Jill McLaughlin Photos Above: Gov. Susana Martinez addresses a crowd at Reischman Park on Main Street, Wednesday.
Martinez: “I brag about this part of the state all the time.”
Record Staff Writer
Gov. Susana Martinez stopped at the Roswell Rail Spur development and Reischman Park Wednesday to join the community in celebrating two economic development projects.
“I brag about this part of the state all the time,” Martinez told those who gathered at the site of the Roswell Rail Spur project. “We have a lot to be proud of and a lot to brag about.”
The project included the replacement of 1,000 feet of rail spur at Eighth Street and Railroad Avenue. The city received a $100,000 Local Economic Development Act from the state to help fund the rail’s construction.
The rail was upgraded to a thicker gauge of steel, placed by the Carlsbad-based company Southwestern Rail. This allows for 6-axle cars that were too heavy for the older track. It allows freight to be carried in via rail. It’s the only public spur within an 800-mile radius.
Martinez pointed out that the Rail Spur will be a “major selling point for businesses looking to expand here,” she said.
“This is an absolutely exciting time for the State of New Mexico,” said Bob Donnell, former executive director of the Economic Development Corporation of Roswell. “How proud we should be of ourselves for stepping up.”
The project helped save 17 jobs and create additional employment.
Following a ribbon-cutting ceremony, Martinez then headed downtown to commemorate the beginning of another economic development project.
Main Street Roswell’s planned redevelopment of Reischman Park, which recently received $100,000 in state grant funding, is expected to soon become a place for visitors and locals to enjoy future events.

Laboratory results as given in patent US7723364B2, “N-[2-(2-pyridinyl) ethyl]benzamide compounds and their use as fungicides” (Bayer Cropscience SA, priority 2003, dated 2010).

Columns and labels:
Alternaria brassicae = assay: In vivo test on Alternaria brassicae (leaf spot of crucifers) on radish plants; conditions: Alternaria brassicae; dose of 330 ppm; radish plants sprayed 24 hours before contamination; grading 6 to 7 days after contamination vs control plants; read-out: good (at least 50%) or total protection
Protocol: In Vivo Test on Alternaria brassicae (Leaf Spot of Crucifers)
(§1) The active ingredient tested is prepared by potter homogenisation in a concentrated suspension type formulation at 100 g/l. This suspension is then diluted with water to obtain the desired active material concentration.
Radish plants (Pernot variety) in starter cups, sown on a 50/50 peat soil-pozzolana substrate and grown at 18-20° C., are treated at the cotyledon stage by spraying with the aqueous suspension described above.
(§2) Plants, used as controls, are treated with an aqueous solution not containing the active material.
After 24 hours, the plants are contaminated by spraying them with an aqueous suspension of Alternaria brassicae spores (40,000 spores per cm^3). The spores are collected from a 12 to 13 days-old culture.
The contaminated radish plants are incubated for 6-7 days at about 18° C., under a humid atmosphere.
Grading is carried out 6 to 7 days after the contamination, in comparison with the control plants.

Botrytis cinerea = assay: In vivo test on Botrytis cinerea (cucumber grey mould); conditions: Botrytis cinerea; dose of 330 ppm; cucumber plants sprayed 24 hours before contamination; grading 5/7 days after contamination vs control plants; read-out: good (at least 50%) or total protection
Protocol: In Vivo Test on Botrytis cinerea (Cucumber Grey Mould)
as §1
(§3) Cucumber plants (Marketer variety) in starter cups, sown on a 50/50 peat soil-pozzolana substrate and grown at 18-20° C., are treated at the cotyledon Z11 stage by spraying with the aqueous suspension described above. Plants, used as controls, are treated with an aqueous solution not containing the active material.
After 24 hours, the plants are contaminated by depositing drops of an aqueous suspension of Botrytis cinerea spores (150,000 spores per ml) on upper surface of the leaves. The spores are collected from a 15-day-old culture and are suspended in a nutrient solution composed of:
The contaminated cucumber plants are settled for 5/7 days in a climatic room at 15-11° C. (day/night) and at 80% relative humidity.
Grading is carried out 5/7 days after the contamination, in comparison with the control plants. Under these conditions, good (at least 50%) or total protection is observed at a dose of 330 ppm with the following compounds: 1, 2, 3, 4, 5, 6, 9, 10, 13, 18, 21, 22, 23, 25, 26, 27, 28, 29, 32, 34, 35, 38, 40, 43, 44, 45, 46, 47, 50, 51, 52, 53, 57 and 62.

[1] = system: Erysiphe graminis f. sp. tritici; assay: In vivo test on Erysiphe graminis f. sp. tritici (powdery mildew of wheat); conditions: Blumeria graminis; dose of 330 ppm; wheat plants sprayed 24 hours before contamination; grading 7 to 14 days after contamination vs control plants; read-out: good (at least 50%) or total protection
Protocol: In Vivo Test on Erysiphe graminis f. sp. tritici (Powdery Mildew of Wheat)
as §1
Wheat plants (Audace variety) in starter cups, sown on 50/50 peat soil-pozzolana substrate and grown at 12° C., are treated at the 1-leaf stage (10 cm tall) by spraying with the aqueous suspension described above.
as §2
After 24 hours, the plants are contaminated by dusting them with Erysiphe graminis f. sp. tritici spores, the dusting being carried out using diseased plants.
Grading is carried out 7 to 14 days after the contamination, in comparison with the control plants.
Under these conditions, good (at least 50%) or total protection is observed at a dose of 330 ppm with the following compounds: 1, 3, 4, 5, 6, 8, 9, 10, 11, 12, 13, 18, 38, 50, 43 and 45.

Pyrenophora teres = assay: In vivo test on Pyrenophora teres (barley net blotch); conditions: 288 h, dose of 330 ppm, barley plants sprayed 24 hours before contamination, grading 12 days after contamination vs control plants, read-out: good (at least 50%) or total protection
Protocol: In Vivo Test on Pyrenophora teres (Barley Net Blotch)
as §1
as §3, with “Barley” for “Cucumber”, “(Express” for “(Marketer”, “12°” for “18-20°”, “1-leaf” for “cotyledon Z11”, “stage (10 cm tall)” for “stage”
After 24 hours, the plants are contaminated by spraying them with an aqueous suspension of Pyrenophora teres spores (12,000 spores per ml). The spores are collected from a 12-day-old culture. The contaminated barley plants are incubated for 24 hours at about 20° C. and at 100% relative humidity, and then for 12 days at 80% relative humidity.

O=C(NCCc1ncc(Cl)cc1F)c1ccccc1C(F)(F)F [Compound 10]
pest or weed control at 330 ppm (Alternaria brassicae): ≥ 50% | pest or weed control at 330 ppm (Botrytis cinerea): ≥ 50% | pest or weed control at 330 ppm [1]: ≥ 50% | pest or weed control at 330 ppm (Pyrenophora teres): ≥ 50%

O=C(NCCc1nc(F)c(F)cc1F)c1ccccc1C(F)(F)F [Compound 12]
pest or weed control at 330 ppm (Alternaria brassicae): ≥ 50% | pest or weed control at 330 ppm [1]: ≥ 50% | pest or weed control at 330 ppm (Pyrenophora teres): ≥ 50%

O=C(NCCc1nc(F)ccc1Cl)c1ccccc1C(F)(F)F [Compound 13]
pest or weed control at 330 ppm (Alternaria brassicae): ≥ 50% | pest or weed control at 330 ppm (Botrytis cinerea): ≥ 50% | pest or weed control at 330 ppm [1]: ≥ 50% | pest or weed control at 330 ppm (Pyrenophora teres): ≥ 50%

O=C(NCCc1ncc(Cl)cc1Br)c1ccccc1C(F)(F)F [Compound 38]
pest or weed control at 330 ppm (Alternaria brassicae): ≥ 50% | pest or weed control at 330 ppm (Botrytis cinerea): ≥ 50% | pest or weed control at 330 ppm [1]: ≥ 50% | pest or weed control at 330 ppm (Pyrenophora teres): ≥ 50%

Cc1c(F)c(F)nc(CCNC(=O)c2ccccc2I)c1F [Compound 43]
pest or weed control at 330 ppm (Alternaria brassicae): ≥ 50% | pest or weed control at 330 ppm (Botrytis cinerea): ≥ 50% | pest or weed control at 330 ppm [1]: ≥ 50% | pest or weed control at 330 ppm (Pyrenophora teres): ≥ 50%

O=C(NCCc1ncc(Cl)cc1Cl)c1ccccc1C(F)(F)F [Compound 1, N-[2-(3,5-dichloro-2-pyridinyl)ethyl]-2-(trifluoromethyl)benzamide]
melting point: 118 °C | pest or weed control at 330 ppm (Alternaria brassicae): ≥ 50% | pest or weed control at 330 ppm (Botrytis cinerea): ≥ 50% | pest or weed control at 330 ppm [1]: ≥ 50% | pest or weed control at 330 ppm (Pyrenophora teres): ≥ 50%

The new park’s design will include several improvements that designers hope will entice people to sit and enjoy music, art or downtown scenery.
The L.J. Reischman Memorial Park was established in 1982. The land was gifted to the city by the Reischman family, following a fire that destroyed the former KBIM-TV Studio building in June 1977. The park was named for Lester J. Reischman who operated the Holsum Bakery with his son, Gene.
Wrought-iron arched grilles will mark the entry to the park. Each column will be placed under the existing stucco header, lit by ornamental LED lighting. Custom tile columns, new lights and decorative steel arches will create the entry for the park.
Inside, an Americans with Disabilities Act accessible stage, and children’s art will adorn the walls.
The park will become a venue for special events and the city’s Jazz festivals, said Main Street Director Dusty Huckabee.
Main Street was given a $100,000 grant by the state’s MainStreet Outlay fund. Together with city matching funds, the project represents, “a huge partnership” for Main Street Roswell,” Huckabee said.
“We’re just standing ready,” Huckabee said. “Most of all, we’re filling a space. For this to happen, is just phenomenal.”
Martinez said she looked forward to returning to Roswell to see the transformation of the park. The city was doing an amazing job in doing its part to diversify its economy, she said.
“No matter how big or small, we’ll be here to celebrate with you,” Martinez said.
Mayor Del Jurney invited Martinez to return in October to enjoy jazz music someday at the future Reischman Park, when improvements are complete.
“Governor, you are always welcome in our community,” Jurney said. “We want you to be proud of this.”